As major ecommerce retailers enter into strategic partnerships with transnational factory groups, the global garment industry would change forever, says consultant David Birnbaum in his latest monthly newsletter ‘The Birnbaum Report’, written for international garment industry professionals.
The 2013 Holiday sales saw in-stores sales taking a beating, while there was a substantial increase in e-business.
Today, almost all brick-and-mortar store retailers have gone omni-channel, i.e. store + Internet, and they have also seen substantial increases in e-sales. However, the omni-channel retailers still find it difficult to compete with single channel e-retailers like e-bay, Amazon, etc. due to some fundamental reasons.
People are finding more choice and lower prices online, as an Internet retailer can avoid substantial costs like high initial capital outlay, high rentals, high cost of decoration and maintenance and large inventory, says Mr. Birnbaum.
On the other hand, a traditional retail store is geographically bounded and its customers are limited to those willing to travel to the store. So, the more special a product, the more limited customer base a store is likely to have.
The virtual store is not geographically bounded and can offer the same quality clothing at half the price of a retail store. And, as the niche customer becomes the mainstream customer, the traditional store would be increasingly less able to meet customers’ needs, according to Mr. Birnbaum.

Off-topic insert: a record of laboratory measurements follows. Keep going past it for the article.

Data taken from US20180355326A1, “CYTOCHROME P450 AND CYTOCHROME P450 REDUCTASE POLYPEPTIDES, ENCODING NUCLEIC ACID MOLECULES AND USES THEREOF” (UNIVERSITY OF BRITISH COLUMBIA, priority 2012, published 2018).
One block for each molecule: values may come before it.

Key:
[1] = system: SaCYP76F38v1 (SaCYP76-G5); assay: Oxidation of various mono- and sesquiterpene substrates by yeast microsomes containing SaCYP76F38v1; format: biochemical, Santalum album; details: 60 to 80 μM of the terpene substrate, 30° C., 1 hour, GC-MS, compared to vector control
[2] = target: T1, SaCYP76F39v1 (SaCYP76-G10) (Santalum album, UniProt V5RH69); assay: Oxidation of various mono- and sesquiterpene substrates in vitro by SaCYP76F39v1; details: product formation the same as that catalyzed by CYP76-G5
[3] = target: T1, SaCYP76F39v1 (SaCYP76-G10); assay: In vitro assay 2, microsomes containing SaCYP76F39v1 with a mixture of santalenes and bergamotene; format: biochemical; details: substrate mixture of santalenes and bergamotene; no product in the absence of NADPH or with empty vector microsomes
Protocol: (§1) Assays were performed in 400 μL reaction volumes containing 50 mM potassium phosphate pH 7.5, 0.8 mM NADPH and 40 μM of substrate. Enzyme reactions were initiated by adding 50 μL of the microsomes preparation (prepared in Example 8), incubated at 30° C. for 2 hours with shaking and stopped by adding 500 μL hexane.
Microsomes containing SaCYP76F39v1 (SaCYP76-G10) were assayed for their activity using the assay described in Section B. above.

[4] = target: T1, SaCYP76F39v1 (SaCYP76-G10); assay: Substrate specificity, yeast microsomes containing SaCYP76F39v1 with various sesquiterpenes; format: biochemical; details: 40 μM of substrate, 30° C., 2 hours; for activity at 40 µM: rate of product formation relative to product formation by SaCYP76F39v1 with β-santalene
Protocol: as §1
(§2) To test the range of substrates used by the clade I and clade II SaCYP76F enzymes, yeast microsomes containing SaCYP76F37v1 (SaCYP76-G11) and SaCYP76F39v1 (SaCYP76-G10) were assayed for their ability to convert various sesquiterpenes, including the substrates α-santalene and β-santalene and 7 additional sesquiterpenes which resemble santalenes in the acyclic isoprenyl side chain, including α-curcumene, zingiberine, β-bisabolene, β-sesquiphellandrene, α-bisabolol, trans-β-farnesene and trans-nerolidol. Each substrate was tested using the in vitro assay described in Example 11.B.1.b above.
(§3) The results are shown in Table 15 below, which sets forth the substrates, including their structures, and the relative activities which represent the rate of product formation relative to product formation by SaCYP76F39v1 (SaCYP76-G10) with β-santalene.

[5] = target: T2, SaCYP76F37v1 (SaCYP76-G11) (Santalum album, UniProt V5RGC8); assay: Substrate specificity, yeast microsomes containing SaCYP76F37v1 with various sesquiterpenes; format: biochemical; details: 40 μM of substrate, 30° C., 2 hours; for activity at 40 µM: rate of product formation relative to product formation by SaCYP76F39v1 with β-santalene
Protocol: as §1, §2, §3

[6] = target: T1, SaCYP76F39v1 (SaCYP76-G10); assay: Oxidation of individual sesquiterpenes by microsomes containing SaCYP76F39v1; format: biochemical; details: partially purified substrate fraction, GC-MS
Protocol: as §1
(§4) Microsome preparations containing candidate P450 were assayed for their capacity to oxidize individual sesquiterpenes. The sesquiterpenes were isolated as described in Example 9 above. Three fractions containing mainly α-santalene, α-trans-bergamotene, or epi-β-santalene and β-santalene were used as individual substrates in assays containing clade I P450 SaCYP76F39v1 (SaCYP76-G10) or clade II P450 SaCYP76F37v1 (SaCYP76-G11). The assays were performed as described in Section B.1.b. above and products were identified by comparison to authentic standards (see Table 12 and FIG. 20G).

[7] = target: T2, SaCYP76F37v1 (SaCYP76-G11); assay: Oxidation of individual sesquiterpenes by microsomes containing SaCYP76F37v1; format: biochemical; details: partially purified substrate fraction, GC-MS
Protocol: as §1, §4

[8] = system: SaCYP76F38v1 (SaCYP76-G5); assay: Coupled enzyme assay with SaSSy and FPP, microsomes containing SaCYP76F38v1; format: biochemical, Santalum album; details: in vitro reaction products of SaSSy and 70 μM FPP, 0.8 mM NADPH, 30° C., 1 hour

Looking forward, 2014 is expected to bring continued increases to single channel e-retailers at the expense of the store or the omnichannel (store + Internet) retailers, predicts Mr. Birnbaum.
The newsletter also makes three distant predictions about the global garment industry. It says, in the long run, the clothing retailer with 5000 stores, like the dinosaur will become extinct. Secondly, in the long run, the world’s largest clothing retailers will be Amazon, e-bay, etc.
Finally, in the long run, “when the major e-retailers form strategic relationships with transnational factory groups, the global industry will be changed forever, offering more original, higher quality, at substantially lower prices but much higher profit.”